My body has changed. I have, too.

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I met with a dietitian at work.

For a story, that is — about mindful eating, purposeful choices … eating with intention. But like any writer, I capture little pieces of the journey for myself along the way.

Everything she was saying made perfect sense … and the story/conversation did not go in the direction I’d anticipated. I had the idea of doing an “Eating Well at the Holidays!”-style piece that would probably include tips like “load up half your plate with vegetables first!” and “eat a light snack so you’re less likely to nosh on apps!”

I opened our conversation this way with Wendy, who is so reassuring and non-judgmental.

“I was thinking back to my Weight Watcher days,” I said, “and remembering how, anytime I was headed for a party, I would try to eat all my boring food beforehand so I was less likely to eat all the delicious things.”

Wendy was nonplussed. Neutral. “And how did that work for you?”

“Well, at the time? It worked great. I was so regimented and basically ate when I absolutely had to,” I said. “I lost tons of weight. But now …”

But now.

But now, I don’t want to live my life counting cauliflower crackers and berating myself for grabbing a cookie in the break room.

But now, I care less about fitting into size-10 pants than being able to run after my kids.

But now, I don’t want to worry about every photo someone is snapping from a sideline, wondering if I look “fat.”

But now, “weight” is not a dirty word. I don’t cringe when my son pokes at my soft belly (which, he believes, makes an excellent pillow). We talk about bodies, how everyone has a body, and all bodies are OK. I really do believe this. I want my daughter and son to know this. And yet …

The altar of thin is so deeply-rooted, and I am human.

But I am exhausted.

There is so much more to life.

And you know what? It makes me angry, too. Diet culture, impossible beauty standards for women, obsession and worshiping “thin” bodies while vilifying larger bodies … this is all a total mess. I mean, how much time do we have?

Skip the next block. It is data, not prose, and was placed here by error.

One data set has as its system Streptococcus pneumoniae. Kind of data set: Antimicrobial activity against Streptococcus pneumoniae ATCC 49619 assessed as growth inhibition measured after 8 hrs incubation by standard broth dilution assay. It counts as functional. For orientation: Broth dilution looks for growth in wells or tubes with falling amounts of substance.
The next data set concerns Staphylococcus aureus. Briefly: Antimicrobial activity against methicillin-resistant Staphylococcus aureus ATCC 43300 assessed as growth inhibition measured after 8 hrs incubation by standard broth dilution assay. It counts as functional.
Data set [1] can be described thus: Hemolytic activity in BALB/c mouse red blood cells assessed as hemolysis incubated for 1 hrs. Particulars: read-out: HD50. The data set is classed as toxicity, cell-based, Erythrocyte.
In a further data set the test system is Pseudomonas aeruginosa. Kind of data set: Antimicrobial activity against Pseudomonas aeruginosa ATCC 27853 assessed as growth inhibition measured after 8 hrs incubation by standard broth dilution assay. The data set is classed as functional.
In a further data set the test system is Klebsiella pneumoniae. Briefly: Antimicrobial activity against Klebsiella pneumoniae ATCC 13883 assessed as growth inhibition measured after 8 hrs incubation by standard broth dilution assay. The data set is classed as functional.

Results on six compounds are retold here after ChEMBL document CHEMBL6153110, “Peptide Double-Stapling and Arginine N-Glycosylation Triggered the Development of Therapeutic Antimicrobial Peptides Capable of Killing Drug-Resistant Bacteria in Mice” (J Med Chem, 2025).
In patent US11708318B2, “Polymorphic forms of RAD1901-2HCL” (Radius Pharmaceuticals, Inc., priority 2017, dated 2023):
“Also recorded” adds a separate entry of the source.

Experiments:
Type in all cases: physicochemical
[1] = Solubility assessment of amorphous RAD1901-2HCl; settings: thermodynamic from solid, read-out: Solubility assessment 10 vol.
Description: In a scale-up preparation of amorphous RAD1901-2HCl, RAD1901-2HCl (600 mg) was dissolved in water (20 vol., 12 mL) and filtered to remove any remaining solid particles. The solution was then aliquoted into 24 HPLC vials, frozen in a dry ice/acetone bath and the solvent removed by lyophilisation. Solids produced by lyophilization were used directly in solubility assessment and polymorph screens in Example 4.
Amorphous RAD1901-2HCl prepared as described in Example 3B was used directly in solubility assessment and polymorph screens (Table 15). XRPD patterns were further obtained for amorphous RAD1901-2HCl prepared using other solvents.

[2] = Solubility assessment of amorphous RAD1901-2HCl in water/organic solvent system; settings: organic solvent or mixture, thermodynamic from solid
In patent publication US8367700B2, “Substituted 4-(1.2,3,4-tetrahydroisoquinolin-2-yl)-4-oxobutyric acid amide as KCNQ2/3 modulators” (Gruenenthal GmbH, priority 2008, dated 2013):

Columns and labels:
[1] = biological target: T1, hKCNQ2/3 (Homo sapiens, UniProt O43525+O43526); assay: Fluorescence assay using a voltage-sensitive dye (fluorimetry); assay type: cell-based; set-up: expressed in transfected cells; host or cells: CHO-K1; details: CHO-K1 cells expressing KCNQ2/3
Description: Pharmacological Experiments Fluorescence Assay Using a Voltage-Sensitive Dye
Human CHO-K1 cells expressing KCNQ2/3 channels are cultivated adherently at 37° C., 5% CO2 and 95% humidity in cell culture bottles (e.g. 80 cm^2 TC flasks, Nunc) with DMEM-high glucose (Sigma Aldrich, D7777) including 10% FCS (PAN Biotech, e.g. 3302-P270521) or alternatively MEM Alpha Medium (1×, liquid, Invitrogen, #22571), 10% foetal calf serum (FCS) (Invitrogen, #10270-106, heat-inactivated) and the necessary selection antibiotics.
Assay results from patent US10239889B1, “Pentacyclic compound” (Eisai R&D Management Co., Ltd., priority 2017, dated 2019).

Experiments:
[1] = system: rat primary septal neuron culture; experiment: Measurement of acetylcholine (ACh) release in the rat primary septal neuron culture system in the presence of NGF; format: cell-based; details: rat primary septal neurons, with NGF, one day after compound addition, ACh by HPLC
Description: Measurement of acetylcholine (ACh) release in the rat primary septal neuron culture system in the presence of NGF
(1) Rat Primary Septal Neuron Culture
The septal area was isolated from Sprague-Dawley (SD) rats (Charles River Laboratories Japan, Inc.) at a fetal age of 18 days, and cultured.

So yeah, I guess I am angry.

I have been thin — a size 4. A size so impossibly small that I was even tinier than my middle-school self. I liked being thin, because everyone else liked me being thin. I felt like I’d “won.” I’d done something seemingly impossible. Everyone was so impressed!

It came at a cost. I justified it. I was tiny for our wedding in 2013, and small going into my pregnancy with Oliver. But “thin” is not a direct path to “healthy,” and I was physically and emotionally all over the place. “Thin” didn’t protect me from preeclampsia, which ultimately forced Ollie’s premature delivery and set off a series of health concerns for me.

I’m not a doctor. I know I need to exercise regularly, eat well more often than not, try to get adequate rest, etc. etc. etc. I’m not denying those facts. I am taking care of other health issues and working to be in better shape — for myself and my loved ones.

But this? This is something else. Something more. This is body image. Perceptions. Bias. This is about #goals and diet culture and the collective obsession with thin, particularly female thinness, which is what is so insidious.

Because here is a thing I know: today, after two babies in two years, I am heavier than I’ve ever been.

I’m also happier.

I appreciate my body. It’s been through so much. It’s done amazing things. It grew humans. That’s cliche, I know, but it’s true: women are amazing.

So I cut myself slack. Parenthood has taught me that there is beauty in the trying — that showing up and working hard is sometimes enough. I have to show up for myself, too.

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After talking with Wendy, I looked up the concepts we were discussing: intuitive eating, which has to do with physical vs. emotional hunger, accepting our bodies, and making peace with food. It has nothing to do with restricting calorie intake or figuring out ways to reach an “ideal.” I found Isabel Foxen Duke (great name, btw), particularly this post, and Health At Every Size.

It addresses everything I’ve felt since having children, but didn’t know how to express: I want to feel healthy and be physically healthy, but not at the expense of my emotional health.

And restricting food? Creating impossible limits on what I’m eating, and when, and why? Constantly “getting back on the wagon,” then “falling off the wagon,” and dealing with the guilt associated with “failure”? Entering a cycle of self-loathing because I dared to eat a scone in front of my coworkers? That impacts my emotional health.

I’m … tired. And really just done with it.

A few weeks after learning about intuitive eating from Wendy, I’m still in the research phase. Just reading about all these people who have changed their outlooks (and lives) has been reassuring. I like what I’m finding, and want to dig deep to move in this direction: eating and living well for its inherent benefits, not because I need to conform to outside expectations of my body.

Life is too short. We all want to find what makes us feel well … mentally and physically.

So I’m setting off.

I’m going to try.

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